It’s easy to think of regenerative medicine as a new and exciting field. There’s no doubt of the excitement about the new range of treatment possibilities emerging from research; but with the 60-year history of bone marrow transplants, the idea of regenerative medicine is already in practice.
The concept behind the principle is that, by aiding the body’s natural healing abilities, medical science can better treat symptoms and causes of conditions that, currently, can’t be cured or improved. Controversy and misconception surround the use of stem cells as a regenerative medicine technique, but this is largely old news that persists. Our understanding of the role and function of stem cells continues to grow, unlocking new potential for treatment and healing.
Understanding stem cells
Essentially, stem cells are the building blocks of healing. Scientifically referred to as undifferentiated cells, these astonishing cells can morph into differentiated cells. That is, on their own, they have no function, but once triggered by the body, they turn into the tissue the body needs for its current repair needs. If this gives you the impression of a piece of clay that can be formed into whatever shape you imagine, you’ve got the idea.
There are different types of stem cells as well as a variety of sources for them. There’s still much we don’t know about stem cells and how they function. However, stem cell therapy has little risk with a high potential for results that aren’t available through other treatment methods, making it an excellent complementary treatment for many conditions.
Types of stem cells
All stem cells share two abilities. First, they can make copies of themselves, and second, they can change into other types of cells. However, not all stem cells have the same conversion ability. Some cells can change into any type of cell your body needs. These are called pluripotent stem cells.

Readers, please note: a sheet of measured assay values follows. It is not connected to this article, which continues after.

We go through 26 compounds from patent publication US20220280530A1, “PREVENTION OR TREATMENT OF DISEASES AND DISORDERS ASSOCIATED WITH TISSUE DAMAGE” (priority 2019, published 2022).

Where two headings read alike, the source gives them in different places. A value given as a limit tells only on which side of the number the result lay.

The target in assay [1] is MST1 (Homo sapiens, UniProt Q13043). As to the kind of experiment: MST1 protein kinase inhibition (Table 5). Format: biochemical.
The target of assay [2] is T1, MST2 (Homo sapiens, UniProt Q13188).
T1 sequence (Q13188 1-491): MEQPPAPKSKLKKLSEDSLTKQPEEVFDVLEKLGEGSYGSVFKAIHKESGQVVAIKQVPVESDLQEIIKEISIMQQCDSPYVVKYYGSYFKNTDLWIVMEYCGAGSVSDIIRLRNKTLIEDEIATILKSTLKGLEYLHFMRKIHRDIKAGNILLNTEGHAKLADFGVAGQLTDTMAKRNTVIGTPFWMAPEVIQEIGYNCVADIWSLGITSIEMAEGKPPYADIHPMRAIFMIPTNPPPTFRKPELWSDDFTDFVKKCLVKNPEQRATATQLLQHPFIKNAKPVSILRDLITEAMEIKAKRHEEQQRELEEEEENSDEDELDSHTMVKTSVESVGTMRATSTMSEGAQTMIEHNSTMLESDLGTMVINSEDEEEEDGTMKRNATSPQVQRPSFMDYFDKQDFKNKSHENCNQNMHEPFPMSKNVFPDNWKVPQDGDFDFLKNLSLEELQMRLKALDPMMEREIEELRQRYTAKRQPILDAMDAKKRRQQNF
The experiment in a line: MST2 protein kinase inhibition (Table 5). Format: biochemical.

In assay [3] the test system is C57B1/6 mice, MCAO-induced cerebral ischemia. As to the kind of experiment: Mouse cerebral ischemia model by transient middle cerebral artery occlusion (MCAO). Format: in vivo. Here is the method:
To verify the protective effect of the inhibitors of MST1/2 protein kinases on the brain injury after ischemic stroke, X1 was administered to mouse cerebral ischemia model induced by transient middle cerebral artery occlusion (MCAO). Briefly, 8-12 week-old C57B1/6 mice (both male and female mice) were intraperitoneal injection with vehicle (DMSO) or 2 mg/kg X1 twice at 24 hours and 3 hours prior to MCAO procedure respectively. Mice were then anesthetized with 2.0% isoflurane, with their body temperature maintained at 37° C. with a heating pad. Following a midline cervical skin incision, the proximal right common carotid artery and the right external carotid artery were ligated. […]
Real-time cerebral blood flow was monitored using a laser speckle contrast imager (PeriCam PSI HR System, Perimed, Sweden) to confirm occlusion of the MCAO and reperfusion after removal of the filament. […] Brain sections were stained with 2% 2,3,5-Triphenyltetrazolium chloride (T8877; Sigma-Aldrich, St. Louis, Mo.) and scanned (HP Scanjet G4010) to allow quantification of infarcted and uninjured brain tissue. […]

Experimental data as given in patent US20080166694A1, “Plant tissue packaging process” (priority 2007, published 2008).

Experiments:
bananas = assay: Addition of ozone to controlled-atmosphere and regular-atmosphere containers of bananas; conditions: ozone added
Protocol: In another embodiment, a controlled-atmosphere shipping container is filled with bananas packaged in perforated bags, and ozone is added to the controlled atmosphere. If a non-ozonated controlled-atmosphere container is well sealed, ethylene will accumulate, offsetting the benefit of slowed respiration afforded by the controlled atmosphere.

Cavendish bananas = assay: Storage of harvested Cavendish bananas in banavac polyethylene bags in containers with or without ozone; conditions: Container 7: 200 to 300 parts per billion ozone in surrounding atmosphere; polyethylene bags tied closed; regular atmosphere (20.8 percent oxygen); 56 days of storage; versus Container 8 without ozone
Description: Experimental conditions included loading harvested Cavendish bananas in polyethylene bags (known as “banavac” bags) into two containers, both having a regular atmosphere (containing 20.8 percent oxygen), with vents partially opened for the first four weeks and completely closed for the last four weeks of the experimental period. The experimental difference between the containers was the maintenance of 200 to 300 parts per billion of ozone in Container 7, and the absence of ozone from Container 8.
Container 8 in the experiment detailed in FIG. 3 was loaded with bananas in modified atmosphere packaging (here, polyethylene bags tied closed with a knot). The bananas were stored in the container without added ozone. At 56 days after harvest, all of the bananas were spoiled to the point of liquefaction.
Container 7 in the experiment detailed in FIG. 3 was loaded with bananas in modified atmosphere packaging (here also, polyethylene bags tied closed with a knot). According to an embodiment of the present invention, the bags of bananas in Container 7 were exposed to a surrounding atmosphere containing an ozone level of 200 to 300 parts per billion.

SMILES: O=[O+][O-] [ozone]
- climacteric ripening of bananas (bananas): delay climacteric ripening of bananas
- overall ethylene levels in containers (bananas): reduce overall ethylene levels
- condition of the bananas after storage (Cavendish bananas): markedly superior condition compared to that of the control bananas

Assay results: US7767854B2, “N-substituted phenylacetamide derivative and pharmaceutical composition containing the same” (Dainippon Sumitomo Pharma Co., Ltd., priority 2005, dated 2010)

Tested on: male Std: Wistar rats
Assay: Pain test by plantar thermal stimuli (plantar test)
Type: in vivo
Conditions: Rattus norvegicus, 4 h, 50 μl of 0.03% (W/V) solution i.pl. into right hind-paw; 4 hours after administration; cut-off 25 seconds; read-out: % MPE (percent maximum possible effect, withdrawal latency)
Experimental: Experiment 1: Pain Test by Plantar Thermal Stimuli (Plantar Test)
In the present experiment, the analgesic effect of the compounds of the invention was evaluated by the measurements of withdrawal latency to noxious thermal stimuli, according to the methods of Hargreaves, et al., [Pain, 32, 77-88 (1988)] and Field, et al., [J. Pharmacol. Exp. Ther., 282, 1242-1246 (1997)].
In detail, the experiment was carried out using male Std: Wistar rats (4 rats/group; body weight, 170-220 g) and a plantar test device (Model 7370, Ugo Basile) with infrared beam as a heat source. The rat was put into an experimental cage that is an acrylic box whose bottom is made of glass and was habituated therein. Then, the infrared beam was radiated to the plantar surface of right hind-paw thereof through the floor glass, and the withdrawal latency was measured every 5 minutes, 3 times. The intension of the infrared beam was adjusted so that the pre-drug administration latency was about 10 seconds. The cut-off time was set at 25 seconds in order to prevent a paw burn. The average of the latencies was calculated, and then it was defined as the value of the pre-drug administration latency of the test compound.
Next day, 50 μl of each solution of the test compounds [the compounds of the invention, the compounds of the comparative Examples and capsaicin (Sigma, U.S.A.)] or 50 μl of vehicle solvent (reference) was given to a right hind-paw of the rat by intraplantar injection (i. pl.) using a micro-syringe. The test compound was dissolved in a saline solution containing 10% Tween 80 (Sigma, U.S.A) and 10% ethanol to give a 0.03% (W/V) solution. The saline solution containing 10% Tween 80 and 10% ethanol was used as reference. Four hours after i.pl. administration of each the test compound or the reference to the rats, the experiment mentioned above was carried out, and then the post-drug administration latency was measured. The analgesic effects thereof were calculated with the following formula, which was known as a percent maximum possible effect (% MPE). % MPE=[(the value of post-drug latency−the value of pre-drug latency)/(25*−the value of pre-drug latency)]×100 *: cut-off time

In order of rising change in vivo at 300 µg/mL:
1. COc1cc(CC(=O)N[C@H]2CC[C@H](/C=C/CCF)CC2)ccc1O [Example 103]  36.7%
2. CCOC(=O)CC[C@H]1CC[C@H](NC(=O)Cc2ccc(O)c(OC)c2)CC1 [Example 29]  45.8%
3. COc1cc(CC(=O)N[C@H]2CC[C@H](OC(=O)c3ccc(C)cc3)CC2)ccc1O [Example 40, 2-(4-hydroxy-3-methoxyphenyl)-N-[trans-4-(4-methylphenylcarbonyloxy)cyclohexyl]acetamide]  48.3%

There are also more specialized cells called tissue-specific, or somatic, stem cells. An excellent example of those are bone marrow stem cells, which can generate a variety of components in your blood, such as red blood cells, white blood cells, and platelets.
Stem cell sources
Harvesting stem cells is possible from several sources, including your own body, which are tissue-specific cells. Perhaps the best source of pluripotent cells available today are those derived from umbilical cord blood.
These are the most versatile stem cells and cord blood carries a very high concentration of stem cells, compared with other sources. There’s now a system in place to ethically collect and market stem cells sourced from cord blood.
The advantage of cord blood stem cells
The key benefit of cord blood stem cells is the concentration factor. Remember that your body depends on the resources provided by stem cells to perform its natural healing functions. The theory behind stem cell therapy is that the greater the available stem cell supply, the faster your body can work its magic.
Dr. Small chooses cord blood stem cells to treat his patients suffering from:
- Alzheimer’s disease
- Back pain
- Hip and knee pain
- Neck pain
- Parkinson’s disease
- Shoulder pain
- Spinal cord injuries
- Sports injuries
To learn more about stem cell therapy and its suitability for your treatment, call or click to schedule a consultation with Dr. Small. There’s a good chance that stem cells can help you.